Who was the biggest influence on your career?


The biggest influences are my parents and the one and only Christina Collins (McGinty) (pictured below). My parents have always supported me, they are my biggest fans but also my biggest critics (well mostly my Dad on that one). It wasn’t until I was well into my twenties that I started getting more positive feedback from the auld fella. Before that there was always three things I needed to work on. Poor Mam would be trying to keep the peace between us. McGinty has always been my sounding board and has always steered me in the right direction. It was such a great experience to win an All-Ireland Junior club title with Thomas Davis with her.


What are the main challenges that you faced in your career so far?


The main challenges have always been trying to pick yourself up after defeats. I wasn’t part of the three defeats in a row with Dublin against Cork as I had decided to retire at the end of the first one in 2014, but I suppose I had endured many defeats down through the years, with a lot of them at the hands of the great Cork team. Trying to pick yourself up to go again is very hard but, again, that’s when your teammates come into it, you do it for them. I suppose on a more personal note I found coming back in 2018 very difficult. Not the decision to come back – that part was easy – but the constant uphill battle to get back to intercounty standard. It felt like a never-ending battle. I just could not get to the pace of it, both fitness and football wise. There were plenty of times I wanted to give up, told myself ‘look you are past it, this is pointless’. But I stayed the course because the girls and management believed in me and pushed me. I am very grateful to all of them for that, as the past two years have just been an amazing experience.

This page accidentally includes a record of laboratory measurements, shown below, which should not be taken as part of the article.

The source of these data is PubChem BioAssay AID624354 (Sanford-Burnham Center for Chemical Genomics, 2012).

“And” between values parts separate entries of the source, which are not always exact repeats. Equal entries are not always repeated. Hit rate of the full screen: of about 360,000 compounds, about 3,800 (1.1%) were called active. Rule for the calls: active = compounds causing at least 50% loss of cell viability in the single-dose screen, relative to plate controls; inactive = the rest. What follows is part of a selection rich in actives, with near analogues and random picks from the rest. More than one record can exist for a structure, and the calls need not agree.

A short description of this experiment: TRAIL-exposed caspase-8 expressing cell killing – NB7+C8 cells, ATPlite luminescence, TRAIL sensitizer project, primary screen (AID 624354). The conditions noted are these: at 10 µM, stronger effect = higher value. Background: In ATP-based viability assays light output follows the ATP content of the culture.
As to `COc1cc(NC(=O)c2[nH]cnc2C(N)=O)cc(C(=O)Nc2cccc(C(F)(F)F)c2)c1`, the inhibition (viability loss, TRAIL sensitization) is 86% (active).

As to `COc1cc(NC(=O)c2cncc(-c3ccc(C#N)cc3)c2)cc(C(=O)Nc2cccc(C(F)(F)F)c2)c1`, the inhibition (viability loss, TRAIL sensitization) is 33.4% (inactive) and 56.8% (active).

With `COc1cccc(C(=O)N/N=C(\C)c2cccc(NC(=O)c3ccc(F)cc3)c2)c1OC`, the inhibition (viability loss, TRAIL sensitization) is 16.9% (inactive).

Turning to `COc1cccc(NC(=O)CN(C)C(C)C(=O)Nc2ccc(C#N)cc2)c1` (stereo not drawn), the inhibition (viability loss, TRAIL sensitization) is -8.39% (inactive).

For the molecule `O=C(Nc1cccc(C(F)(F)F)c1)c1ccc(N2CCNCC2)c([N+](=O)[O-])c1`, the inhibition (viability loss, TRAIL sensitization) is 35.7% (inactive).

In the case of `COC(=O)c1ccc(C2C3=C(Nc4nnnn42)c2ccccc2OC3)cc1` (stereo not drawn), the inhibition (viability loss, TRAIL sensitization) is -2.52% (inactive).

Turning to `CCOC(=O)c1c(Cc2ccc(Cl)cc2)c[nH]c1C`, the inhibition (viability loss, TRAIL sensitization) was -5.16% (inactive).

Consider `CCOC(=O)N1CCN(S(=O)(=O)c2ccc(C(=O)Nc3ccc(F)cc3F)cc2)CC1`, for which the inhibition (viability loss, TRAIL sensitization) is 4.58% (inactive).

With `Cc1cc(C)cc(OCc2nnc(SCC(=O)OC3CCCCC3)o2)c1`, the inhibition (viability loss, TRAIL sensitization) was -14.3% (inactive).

Receiving the Player of the Match award from Ard Stiúrthóir TG4, Alan Esslemont, following the 2019 All-Ireland semi-final victory over Cork. 


In 2019, you were named as TG4 Players player of the year. What do you remember of that and how big of an honour was it for you?


It was mad to be honest. The night itself goes so quickly. The fact it is picked by your peers is what makes it so special really. For me I am not the most skilful of players, I suppose my work-rate is what I really add so for that to be recognised when we have such amazing players in this country is what makes it more amazing for me. It just kind of shows younger girls that there are many different skills and aspects to the game.


What do you do for a living, and how do you manage the work-life-sport balance?


I am an Accountant, so different stages of the month or year would be a lot busier than others. This part can be challenging at times. Sometimes the social element might have to suffer again – it depends on the time of the year – but generally it doesn’t bother you when you are focused on a goal. With work, it just means knowing how to prioritise and being efficient with your time. It is an amateur sport so sometimes work will have to come first and I don’t know many managers where that would be an issue.


You’ve been lucky enough to compete at Croke Park on many occasions, suffering some agonising defeats while also experiencing the joy of memorable victories. What’s the Croke Park experience like for a player?